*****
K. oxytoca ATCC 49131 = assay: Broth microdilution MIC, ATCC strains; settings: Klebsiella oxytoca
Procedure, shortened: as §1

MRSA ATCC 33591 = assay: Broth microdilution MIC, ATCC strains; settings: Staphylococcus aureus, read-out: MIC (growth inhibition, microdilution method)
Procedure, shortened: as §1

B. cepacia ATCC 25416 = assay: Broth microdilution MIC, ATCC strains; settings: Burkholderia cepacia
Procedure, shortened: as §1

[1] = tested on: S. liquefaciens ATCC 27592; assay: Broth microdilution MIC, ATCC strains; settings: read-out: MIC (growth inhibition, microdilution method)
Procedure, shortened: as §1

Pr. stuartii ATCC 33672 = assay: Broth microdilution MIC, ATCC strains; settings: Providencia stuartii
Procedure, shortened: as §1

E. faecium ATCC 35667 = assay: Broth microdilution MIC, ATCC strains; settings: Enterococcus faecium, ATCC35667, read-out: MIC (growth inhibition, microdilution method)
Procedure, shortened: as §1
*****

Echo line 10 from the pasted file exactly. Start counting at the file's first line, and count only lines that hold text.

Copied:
Procedure, shortened: as §1